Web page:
Even not taking into account that your individual risk of dying in an accident as a college-educated mother with a responsible job is much lower than the average 25-44 year-old’s… you’re still looking at well under 50% of deaths among age 25-44 year olds that would trigger an AD&D payout. Less than 40% actually. And your personal risk is much lower than that.
Buying AD&D insurance is very much like buying lottery tickets. It’s probably not going to pay out, even if you die.
Put more simply: there’s a reason the insurance is cheap and it’s not because the actuaries pricing it are idiots.
Well you’re in luck because a lot of employer-sponsored AD&D insurance does have a “common carrier” benefit that does pay extra in the event you die in an accident involving public transportation (city bus, subway / light rail, Amtrak, commercial airplane, cruise ship).
And it’s because of the irrational emotions that stuff like this exists because again… how can it possibly matter to your family’s financial situation whether you die in a plane crash or in a car accident on the way home from the airport? If anything the airline will pay a wrongful death payout and they’ll get more even without the “common carrier” benefit.
But it’s cheap and it sounds nice, so it’s a thing.
Same thing with Critical Illness insurance. What if you get a disease not covered by the policy? Doesn’t matter… there’s a few that people are scared of, so that’s what they want covered. Not the stuff they haven’t heard of. That doesn’t matter.
Or perhaps I’m looking at it from the angle of, I want to take all the opportunities available to me to provide for my family after I’m gone, and AD&D provides a lot of money for a very small premium, so why not get it?
My family will be less well off if I die from cancer, but that’s not a reason to not try to provide for them if I die in a car accident. Why would I choose to have less coverage in that event just because I don’t have that same coverage for all death?
Emotionally charged decisions may not always be mathematically sound, but they also are not a flaw in the system; they are what make us human.
Not everyone can afford or can get access to term life coverage. AD&D provides some coverage at an affordable cost to those people. Is it better for them to have zero coverage instead of some? I doubt many people are getting AD&D and then thinking they have no need for anything else.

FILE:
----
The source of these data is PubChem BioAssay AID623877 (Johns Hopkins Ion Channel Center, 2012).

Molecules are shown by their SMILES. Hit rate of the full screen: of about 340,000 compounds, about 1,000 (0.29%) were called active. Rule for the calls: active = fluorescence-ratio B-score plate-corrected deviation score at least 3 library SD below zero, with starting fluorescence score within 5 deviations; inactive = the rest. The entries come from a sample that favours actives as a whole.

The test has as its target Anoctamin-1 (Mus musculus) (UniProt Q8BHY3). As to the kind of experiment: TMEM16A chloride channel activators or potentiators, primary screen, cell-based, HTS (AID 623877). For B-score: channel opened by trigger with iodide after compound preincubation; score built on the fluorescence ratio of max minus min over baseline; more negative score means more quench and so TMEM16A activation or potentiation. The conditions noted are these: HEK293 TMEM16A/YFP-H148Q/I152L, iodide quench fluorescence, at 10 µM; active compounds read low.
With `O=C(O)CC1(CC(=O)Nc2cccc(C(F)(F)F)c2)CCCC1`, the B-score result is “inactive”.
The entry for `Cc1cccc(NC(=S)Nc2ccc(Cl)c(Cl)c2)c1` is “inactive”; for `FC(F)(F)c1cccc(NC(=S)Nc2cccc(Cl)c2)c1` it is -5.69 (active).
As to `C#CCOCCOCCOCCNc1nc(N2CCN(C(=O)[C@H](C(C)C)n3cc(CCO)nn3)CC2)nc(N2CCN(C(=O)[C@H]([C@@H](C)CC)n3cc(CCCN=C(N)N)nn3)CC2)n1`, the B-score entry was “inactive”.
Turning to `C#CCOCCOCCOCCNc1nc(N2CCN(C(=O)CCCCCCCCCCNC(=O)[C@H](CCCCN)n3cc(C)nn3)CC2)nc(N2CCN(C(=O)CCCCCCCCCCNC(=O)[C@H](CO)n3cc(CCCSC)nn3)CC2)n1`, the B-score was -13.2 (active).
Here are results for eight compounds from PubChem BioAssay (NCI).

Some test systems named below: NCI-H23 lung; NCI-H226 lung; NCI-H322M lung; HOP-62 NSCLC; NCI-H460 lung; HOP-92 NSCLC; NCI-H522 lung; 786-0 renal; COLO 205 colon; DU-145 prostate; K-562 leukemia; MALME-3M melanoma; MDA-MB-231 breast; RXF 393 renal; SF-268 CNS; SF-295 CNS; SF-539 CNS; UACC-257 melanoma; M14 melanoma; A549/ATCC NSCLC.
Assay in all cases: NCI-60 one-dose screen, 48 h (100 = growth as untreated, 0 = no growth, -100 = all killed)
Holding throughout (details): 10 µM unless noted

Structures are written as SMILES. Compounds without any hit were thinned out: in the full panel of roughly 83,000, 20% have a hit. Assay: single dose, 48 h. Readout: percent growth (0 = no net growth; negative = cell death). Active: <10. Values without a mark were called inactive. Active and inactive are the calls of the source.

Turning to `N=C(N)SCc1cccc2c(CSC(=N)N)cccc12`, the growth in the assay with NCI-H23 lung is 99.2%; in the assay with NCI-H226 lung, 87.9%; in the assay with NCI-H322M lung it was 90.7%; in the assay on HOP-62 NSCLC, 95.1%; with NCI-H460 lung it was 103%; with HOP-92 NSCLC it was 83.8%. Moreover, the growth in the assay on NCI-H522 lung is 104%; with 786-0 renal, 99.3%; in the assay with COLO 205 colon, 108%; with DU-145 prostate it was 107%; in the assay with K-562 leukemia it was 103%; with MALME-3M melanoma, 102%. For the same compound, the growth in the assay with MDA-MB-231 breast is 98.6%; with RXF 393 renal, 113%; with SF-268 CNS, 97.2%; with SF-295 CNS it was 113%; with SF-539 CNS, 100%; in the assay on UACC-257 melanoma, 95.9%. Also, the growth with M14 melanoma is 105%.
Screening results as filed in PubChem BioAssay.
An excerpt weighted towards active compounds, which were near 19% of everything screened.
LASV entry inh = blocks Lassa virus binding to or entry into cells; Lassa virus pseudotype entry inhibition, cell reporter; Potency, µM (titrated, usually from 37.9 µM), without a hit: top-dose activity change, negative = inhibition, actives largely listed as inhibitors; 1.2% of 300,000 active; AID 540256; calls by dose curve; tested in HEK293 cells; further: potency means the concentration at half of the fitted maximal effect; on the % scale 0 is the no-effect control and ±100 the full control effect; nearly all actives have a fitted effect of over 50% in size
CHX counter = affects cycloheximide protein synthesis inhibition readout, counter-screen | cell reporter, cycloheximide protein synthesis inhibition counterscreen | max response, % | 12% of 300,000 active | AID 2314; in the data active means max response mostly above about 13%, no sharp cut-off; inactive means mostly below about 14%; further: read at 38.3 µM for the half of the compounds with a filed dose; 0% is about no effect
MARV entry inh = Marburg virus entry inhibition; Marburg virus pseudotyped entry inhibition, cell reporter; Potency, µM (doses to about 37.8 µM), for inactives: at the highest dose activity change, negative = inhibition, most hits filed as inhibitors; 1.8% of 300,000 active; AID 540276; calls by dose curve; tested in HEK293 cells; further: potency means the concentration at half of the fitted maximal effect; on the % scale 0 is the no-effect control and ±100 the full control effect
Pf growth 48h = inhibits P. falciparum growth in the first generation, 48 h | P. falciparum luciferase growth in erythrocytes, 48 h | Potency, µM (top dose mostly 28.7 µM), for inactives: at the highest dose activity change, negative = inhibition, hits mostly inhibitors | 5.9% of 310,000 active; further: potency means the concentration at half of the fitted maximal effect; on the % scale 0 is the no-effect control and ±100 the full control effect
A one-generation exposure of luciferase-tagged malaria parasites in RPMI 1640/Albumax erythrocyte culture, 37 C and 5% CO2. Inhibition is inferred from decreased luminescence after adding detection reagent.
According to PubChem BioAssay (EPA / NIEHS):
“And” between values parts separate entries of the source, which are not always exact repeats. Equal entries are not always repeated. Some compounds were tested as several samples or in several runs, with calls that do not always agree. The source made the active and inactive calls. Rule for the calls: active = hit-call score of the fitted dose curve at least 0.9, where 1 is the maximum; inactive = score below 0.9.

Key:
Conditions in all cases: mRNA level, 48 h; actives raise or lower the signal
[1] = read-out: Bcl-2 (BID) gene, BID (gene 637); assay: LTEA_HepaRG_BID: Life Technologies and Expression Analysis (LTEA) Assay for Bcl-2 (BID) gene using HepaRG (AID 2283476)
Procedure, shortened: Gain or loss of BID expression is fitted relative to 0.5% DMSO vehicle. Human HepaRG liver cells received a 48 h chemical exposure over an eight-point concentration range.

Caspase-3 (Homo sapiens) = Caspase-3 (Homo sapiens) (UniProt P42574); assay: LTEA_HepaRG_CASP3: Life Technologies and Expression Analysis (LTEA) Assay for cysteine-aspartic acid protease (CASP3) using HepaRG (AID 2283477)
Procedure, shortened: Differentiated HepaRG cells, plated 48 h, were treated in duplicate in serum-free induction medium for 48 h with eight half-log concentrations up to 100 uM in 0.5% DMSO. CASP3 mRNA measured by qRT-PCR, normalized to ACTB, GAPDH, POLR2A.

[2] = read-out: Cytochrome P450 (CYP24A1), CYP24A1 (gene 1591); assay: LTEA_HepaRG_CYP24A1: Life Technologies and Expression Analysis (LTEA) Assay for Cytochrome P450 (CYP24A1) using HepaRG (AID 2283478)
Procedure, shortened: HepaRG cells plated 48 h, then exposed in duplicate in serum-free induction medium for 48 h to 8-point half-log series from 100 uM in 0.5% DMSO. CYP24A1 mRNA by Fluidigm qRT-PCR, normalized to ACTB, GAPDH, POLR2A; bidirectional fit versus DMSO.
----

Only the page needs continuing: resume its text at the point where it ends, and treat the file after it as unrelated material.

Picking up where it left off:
None of them are, it’s a whole bunch of utility theory.
Nevertheless, insurance should be purchased based on a loss, in this case a loss triggered by your death. That loss is going to be triggered (and thus insurance required) IF you die, not HOW you die. that’s the problems with AD&D, it doesn’t provide coverage in most cases - it’s playing on the fears that people are going to die in a car accident when the stats show exactly the opposite.
Still, if you’re an insurer, this is good stuff because money. 25 years ago I started at an insurer where they’d done a direct mail campaign selling AD&D that had a 15% success rate. Management was ecstatic at the results, and were quite open with the fact that it was the most profitable line of business in the entire company (not that that’s a reason not to buy it).
I would pay money for a policy that pays extra to my family if I die in a plane crash
If I recall correctly, Accidental death started with trains; people didn’t trust them and figured they’d die. Enter AD&D - buy a policy just before your train ride.
I feel like you could make a pretty decent business selling AD insurance limited to plane crashes at the airport. $99 for $250K of coverage, coverage good for 24 hours from time of purchase.Hell, I don’t even agree with AD&D but at that price I might play the lottery.
I think a crap ton of people overestimate their chance of dying in an accident and underestimate their chance of dying from natural causes.
And I think a lot of people buy AD&D insurance for protection when the reality is that it’s basically a lottery ticket.
I was a reserving actuary for speciality health and life products for several years, including AD&D, critical illness, hospital, and other strange coverage. I know the pricing actuaries aren’t idiots. I also know all of them still chose to elect the coverage for themselves. Shrug.
Probably because it was cheap lottery, not because it was a rational insurance decision. That’s fine, we all do that. It’s just not proper insurance.